Member Profile - Steve Weigand


Director, PNC Erieview Capital

Steve Weigand, and his Daughter

Steve at home in his office/music room with his seven-month-old daughter.
ACG Member Since: 2020

If you could trade places with anyone for a day, who would you choose?

Probably David Gilmour of Pink Floyd because I enjoy playing guitar and he’s one of the all-time greats who’s still alive and playing shows. My grandfather was a professional pianist and my uncle owned a large recording studio in Cleveland, so music runs in my family. However, I’m much more of a "weekend warrior" and play guitar mostly to unwind. It would be fun to experience what it’s like to play music in front of large crowds for a living along with David’s talent and deep knowledge of music theory.

What's a mistake you made early on in your career, and what did you learn from it?

Feeling pressure about "predestined" timetables and career paths. I finished undergrad in December (off-cycle) and coming out of the Great Recession, so it wasn’t the best time to get into investment banking. I remember feeling like I’d missed my chance and wouldn’t have the opportunity to break-in when I didn’t get an IB offer by graduation, but that was short-lived. Within six months of graduating, I received calls back from several IB firms as the M&A market thawed and I accepted an offer shortly thereafter.

Similarly, my transition to (and progression in) private equity has been somewhat atypical. I wasn’t on a two-year IB Analyst contract and was working with a great team, so I wasn’t looking for something new 12-18 months into my Analyst stint like many of my peers. Near the start of my third year, I received a call from a recruiter and was open-minded about starting a career in private equity. It’s been nearly seven years since I joined PNC Erieview as an Associate and I’ve been promoted several times since then, most recently to Director. A large portion of my friends and colleagues in the industry didn’t follow the traditional undergrad > two years IB Analyst > two years PE Associate > MBA track, so I would tell my younger self to chill out a bit.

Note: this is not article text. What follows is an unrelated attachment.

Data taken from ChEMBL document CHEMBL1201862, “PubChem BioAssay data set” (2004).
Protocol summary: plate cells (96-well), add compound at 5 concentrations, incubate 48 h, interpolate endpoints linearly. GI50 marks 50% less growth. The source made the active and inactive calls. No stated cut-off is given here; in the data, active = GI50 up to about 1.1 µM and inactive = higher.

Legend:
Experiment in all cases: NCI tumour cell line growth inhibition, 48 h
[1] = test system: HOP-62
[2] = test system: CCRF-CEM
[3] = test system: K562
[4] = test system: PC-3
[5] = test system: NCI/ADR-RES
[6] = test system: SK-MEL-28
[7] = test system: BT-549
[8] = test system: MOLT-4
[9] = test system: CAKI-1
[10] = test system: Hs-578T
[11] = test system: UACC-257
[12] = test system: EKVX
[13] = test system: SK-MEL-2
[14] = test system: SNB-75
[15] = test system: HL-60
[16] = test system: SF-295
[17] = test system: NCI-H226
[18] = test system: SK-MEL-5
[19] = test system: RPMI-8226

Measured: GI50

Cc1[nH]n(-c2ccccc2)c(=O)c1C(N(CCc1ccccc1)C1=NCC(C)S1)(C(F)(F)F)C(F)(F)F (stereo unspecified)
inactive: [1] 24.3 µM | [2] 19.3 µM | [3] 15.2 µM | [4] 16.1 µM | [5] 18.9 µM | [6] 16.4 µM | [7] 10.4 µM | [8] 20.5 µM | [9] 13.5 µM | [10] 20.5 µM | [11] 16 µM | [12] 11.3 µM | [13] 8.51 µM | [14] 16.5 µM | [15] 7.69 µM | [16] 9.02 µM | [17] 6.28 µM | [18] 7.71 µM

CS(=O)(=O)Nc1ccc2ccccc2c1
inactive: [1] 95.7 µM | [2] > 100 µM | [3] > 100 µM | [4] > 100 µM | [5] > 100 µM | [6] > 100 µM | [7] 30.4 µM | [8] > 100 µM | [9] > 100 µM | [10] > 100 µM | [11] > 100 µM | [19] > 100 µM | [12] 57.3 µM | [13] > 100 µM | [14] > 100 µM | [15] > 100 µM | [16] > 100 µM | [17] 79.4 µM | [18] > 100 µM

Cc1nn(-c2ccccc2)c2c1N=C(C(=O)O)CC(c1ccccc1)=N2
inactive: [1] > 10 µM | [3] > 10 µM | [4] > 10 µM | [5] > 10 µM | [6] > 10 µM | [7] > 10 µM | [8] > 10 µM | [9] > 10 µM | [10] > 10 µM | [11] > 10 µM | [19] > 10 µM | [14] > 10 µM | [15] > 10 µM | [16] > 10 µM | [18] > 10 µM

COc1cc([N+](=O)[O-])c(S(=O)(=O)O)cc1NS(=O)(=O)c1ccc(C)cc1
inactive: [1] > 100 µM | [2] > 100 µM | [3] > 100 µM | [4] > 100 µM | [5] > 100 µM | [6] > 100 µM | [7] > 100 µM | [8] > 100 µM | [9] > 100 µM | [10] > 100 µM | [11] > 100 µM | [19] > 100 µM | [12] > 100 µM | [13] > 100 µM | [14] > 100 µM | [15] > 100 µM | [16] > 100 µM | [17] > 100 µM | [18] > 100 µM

If you could snap your fingers and become an expert in something, what would it be?

Brazilian jiu-jitsu. Before college, I spent most of my childhood playing football and competing in different grappling sports and martial arts before hitting the pause button in college to focus on my studies. That pause ended up lasting nearly a decade, but I picked up Brazilian jiu-jitsu a few years ago after settling into my current job. It’s tremendously challenging and fun, but it’s been an adjustment to start over in a new sport, especially after such a long hiatus.

What's one item you can't leave your house or apartment without?

My headphones or a great stereo system in the car. Rather than listening to podcasts or audiobooks, I’m usually listening to music and trying to figure out the guitar parts by ear when I have spare time.

What's your go-to productivity trick?

The transition to work-from-home during COVID offered both unique opportunities and challenges for me because I have a young German shepherd that loves to bark at all of the Amazon and UPS trucks, and I also have a seven-month-old daughter at home. While it’s been amazing being home this long with our first child, there’s a lot of noise at our house that makes Zoom meetings and conference calls interesting. I converted the room where I keep my guitar gear to my office because it’s soundproofed and has a lot of natural light, but it still felt more like a makeshift recording studio than an office at first. I purchased a larger desk, put on a fresh coat of paint, and set up my monitors to feel like my work office so that I can stay focused and remain productive while I’m working from home. Modest tune-ups in your surroundings can make a big difference.